The former head of the International Monetary Fund, once considered a near shoo-in as France’s president, went on trial in Lille to face charges of aggravated pimping and involvement in a prostitution ring operating out of luxury hotels.
Strauss-Kahn, 65, arrived in a black sedan with tinted windows and drove into an underground parking lot, while other defendants entered the courthouse through a crowd of reporters and cameras, accompanied by their lawyers and watched over by a heavy police and military presence.
The French economist known widely as DSK faces up to 10 years in prison and a €1.5m fine, as he and more than a dozen other French and Belgian businessmen and police officers go on trial.
The trial is scheduled to last three weeks, with Strauss-Kahn not expected to testify until February 10.
He appeared nervous while presiding judge Bernard Lemaire read out the charges against him and his 13 co-accused, including luxury hotel managers, a lawyer, former police commissioner, and brothel owner Dominique Alderweireld, who is nicknamed ‘Dodo the Pimp’.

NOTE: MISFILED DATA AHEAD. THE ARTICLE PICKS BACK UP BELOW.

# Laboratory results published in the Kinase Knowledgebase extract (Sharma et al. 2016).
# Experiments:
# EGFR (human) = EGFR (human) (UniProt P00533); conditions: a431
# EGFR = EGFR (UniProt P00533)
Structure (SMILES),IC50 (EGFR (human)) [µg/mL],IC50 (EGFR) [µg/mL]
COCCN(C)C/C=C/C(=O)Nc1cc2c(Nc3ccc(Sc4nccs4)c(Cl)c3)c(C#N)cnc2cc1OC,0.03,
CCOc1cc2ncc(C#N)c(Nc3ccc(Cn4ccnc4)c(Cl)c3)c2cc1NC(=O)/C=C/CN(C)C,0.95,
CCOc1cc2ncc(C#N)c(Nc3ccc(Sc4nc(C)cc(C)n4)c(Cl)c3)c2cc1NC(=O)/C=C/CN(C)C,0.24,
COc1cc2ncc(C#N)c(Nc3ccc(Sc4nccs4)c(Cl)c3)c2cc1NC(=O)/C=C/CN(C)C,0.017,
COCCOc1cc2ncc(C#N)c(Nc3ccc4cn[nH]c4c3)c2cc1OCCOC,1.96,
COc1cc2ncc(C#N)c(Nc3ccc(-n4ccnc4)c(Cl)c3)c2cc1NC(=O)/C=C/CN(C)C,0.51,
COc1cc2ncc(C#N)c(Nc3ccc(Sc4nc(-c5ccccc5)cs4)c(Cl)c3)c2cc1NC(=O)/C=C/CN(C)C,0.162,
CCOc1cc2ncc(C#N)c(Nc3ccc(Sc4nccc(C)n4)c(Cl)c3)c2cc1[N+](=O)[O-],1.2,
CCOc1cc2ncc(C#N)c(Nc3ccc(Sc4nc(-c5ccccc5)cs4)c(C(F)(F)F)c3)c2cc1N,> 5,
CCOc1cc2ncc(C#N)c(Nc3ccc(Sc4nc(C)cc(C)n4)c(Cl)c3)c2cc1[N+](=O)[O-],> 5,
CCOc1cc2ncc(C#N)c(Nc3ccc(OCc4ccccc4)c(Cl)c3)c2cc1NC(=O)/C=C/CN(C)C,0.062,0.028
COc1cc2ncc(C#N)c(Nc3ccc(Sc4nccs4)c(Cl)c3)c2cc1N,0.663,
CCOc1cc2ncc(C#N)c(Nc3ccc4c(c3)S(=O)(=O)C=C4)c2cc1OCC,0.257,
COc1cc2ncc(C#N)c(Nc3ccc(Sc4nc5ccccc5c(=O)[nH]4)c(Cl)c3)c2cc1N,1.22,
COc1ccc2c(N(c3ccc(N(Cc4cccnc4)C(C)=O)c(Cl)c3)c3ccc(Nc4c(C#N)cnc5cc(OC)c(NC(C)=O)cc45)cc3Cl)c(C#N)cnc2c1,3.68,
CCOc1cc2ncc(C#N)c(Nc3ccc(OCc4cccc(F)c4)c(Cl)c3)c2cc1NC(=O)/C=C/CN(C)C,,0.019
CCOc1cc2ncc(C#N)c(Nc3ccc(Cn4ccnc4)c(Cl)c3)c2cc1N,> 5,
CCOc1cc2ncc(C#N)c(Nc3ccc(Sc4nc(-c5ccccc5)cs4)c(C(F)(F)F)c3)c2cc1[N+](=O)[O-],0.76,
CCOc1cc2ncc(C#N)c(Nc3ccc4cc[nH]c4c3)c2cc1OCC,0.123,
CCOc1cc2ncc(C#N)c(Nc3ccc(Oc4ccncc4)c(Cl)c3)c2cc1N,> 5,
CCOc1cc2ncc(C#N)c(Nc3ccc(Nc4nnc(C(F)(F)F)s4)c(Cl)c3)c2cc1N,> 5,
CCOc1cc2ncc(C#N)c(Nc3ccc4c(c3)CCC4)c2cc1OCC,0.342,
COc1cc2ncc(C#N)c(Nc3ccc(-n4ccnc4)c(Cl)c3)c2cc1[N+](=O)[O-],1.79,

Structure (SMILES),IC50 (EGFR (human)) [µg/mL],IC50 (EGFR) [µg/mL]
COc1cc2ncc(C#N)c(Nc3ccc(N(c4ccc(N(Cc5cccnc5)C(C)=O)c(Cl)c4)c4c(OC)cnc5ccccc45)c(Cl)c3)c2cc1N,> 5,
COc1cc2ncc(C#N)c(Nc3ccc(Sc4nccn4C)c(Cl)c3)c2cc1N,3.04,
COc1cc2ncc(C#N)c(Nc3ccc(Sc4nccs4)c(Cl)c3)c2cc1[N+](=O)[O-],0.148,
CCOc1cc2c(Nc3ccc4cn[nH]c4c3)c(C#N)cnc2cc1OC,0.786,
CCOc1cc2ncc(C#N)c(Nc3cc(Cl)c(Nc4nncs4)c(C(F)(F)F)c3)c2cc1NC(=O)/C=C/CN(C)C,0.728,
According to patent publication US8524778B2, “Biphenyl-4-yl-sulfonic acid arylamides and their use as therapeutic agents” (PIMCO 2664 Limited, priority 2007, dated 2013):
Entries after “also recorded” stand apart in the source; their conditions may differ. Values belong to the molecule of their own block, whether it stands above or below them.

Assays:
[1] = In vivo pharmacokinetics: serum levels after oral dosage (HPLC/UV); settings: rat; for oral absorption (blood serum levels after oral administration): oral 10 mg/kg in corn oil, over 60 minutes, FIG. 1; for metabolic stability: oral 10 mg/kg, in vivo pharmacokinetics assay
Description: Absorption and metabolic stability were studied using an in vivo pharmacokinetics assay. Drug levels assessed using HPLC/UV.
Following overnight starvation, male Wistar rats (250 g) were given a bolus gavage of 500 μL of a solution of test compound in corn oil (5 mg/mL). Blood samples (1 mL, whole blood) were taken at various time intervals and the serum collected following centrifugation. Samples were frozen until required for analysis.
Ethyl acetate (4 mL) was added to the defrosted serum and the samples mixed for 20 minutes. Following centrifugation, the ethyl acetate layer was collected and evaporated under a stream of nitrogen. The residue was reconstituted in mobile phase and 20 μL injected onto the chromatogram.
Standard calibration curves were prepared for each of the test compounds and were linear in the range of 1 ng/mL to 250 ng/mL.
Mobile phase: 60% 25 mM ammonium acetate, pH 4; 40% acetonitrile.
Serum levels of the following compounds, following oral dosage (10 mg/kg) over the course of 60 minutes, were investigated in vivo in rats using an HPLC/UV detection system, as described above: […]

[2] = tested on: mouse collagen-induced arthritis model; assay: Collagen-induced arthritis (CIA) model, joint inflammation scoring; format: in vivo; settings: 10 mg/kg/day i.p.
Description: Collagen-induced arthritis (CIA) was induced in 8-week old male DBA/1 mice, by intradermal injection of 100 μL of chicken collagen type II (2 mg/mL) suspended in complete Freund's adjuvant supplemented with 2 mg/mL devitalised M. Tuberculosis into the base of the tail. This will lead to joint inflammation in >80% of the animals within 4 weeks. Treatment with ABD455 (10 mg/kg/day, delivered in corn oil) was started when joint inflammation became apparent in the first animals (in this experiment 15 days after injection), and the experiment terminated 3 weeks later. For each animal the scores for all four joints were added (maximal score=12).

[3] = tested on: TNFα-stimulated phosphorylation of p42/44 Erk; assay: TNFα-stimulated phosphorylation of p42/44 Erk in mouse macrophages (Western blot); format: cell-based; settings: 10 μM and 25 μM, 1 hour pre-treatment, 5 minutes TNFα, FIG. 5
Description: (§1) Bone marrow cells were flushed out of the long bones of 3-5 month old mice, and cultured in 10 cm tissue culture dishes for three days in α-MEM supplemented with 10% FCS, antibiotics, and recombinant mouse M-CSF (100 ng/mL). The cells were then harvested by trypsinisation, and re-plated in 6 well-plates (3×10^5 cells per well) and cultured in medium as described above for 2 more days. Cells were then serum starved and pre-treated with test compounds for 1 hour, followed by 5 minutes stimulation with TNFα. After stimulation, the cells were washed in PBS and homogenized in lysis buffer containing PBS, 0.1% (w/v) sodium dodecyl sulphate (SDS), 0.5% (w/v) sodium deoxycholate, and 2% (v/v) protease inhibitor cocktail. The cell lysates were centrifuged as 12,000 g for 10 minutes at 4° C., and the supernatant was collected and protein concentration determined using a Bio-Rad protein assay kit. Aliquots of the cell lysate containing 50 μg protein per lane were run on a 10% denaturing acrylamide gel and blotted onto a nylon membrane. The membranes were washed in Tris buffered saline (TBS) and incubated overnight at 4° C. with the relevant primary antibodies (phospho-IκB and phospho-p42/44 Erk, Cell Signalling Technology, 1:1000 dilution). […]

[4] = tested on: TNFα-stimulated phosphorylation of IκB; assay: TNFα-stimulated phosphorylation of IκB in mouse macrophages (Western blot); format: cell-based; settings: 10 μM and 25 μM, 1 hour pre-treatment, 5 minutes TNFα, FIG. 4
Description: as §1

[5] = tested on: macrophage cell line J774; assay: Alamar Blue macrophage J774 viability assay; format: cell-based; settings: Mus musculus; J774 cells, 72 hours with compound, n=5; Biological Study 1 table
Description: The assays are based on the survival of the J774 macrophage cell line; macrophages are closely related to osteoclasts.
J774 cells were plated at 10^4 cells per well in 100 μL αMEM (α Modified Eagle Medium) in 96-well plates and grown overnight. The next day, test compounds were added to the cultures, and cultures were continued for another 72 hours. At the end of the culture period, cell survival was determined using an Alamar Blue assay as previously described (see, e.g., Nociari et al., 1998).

Investigators have compiled hundreds of pages of testimony from prostitutes describing the orgies allegedly organised by Strauss-Kahn and his co-defendants, centred on the Carlton Hotel in Lille, near the Belgian border. Strauss-Kahn says he took part in “libertine” activities but insists he never knew the women involved were prostitutes.
It is not illegal to pay for sex in France, but it is against the law to solicit or to run a prostitution business.
“You are accused of aiding and abetting the prostitution of seven persons between March 29, 2008 and October 4, 2011, and of hiring and encouraging the prostitution of these same persons,” Lemaire told Strauss-Kahn.
Hundreds of reporters are covering the trial, making it one of the highest-profile cases in France in years.
In 2011, Strauss-Kahn was accused of sexually assaulting Guinean-born maid Nafissatou Diallo in New York, accusations that ended his high-flying finance career.
As head of the Washington-based IMF between 2007 and 2011, Strauss-Kahn had been tipped to become the French Socialist party’s presidential candidate for the 2012 election.